Gov. Mike Dunleavy, seen here at a Aug. 16, news conference, announced Thursday he was filing suit against the Biden administration for an Environmental Protection Agency decision to potentially protect Bristol Bay waters under the Clean Water Act. (Peter Segall / Juneau Empire file)

Gov. Mike Dunleavy, seen here at a Aug. 16, news conference, announced Thursday he was filing suit against the Biden administration for an Environmental Protection Agency decision to potentially protect Bristol Bay waters under the Clean Water Act. (Peter Segall / Juneau Empire file)

Gov criticizes Biden admin over Bristol Bay review

Dunleavy: resource extraction is our future

Gov. Mike Dunleavy called a news conference Thursday to criticize the Biden administration following the Environmental Protection Agency’s decision to potentially establish Clean Water Act protections of certain waters in the Bristol Bay region.

Dunleavy characterized the decision as yet another attack by the Biden administration on Alaska’s ability to create wealth and opportunity.

“Since January, a number of decisions have been made that directly impact Alaska and in the opinion of many us not in a beneficial way,” Dunleavy said at a news conference in Anchorage, surrounded by representatives from the resource industry.

Limiting resource extraction in the U.S. only increases dependence on foreign entities whose environmental standards are substandard, Dunleavy said.

“What’s happening with this administration, it’s just a nonstop series of canceling projects that we believe could be done in a manner consistent with the manner that Americans will expect,” Dunleavy said.

[EPA seeks to restart process that could restrict proposed Pebble Mine]

The EPA announced Thursday it was seeking to reinitiate the process of making a Clean Water Act determination to protect certain waters in Bristol Bay.

“If such a determination is finalized, it would protect waters over the long term that are essential to commercial, subsistence and recreational fisheries and other activities that support Alaska Natives and communities in the state,” the EPA said in a news release.

Earlier in the day, environmental, fisherman and Alaska Native groups lauded the decision.

“This announcement is a historic step forward in the long fight to protect Bristol Bay, our fishery, and our people,” said Robert Heyano, President of United Tribes of Bristol Bay, in a release. “The fifteen federally recognized Tribes of the UTBB who call this region home, have worked for decades to protect our pristine watershed that sustains our sacred indigenous way of life.”

In a statement, Katherine Carscallen, Commercial Fishermen of Bristol Bay executive director, said the yearslong effort to protect the fisheries in the bay was back on track, and called on the EPA to complete the process.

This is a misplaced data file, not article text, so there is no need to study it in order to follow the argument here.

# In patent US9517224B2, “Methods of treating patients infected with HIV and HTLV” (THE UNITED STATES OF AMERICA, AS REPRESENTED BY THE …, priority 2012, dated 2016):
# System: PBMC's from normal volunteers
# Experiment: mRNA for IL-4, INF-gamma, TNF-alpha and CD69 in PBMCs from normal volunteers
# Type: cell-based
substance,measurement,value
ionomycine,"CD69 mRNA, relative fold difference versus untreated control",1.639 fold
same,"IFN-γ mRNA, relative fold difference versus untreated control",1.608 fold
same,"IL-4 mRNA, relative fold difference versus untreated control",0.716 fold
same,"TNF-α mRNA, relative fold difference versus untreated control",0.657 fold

But the governor said Alaska was compelled by its constitution to generate wealth from its resources, and that federal regulations were preventing the state from becoming financially self-sufficient. Dunleavy and industry representatives characterized the resources industry as under attack from a number of forces.

“We are facing challenges from this administration, from banks who don’t want to invest in the Arctic, from Congress, we feel like we’re being attacked in every manner,” said Kara Moriarty, Alaska Oil and Gas Association executive director.

Dunleavy said the Trump administration was friendly to Alaska’s resource industry and the new administration’s change created regulatory uncertainty for investors. However, it was the previous administration that effectively canceled the controversial Pebble Mine project at the headwaters of Bristol Bay.

The Army Corps of Engineers announced in November 2020 that the Pebble Project is contrary to the public interest under both the Clean Water Act and the Rivers and Harbors Act.

The governor said that his administration understood that wasn’t necessarily the end of the project.

“It was my belief that we would be able to work through the issues with the Corps,” Dunleavy said. “I was confident I could work through those issues with that project.”

Dunleavy said that despite several requests to meet with the president, he’d gotten no response from the Biden administration to discuss Alaska’s resources issues.

The Dunleavy administration has filed several lawsuits against the federal government with little success. But the governor said Thursday he believed it was necessary to push back against what he saw as government overreach.

The debate over the Pebble Mine in particular has been controversial. In 2019, CNN released a report showing close coordination between the Dunleavy administration and the Pebble Project, the company behind the mine. CNN reported that letters sent by Dunleavy to the Trump administration in support of the mine were nearly identical in language to those produced by the company itself.

In September 2020, an environmental investigative reporting group posing as investors secretly recorded conversations with Pebble Project executives, who discussed their relationship with the governor.

At Thursday’s news conference Dunleavy said resource extraction was essential to America’s future and criticized the Biden administration for moves he said would make America more dependent on foreign resources.

“Make no mistake about it, this civilization is dependent on resource extraction,” Dunleavy said. This is a fight for our kids and our grandkids.”

Contact reporter Peter Segall at psegall@juneauempire.com. Follow him on Twitter at @SegallJnuEmpire.

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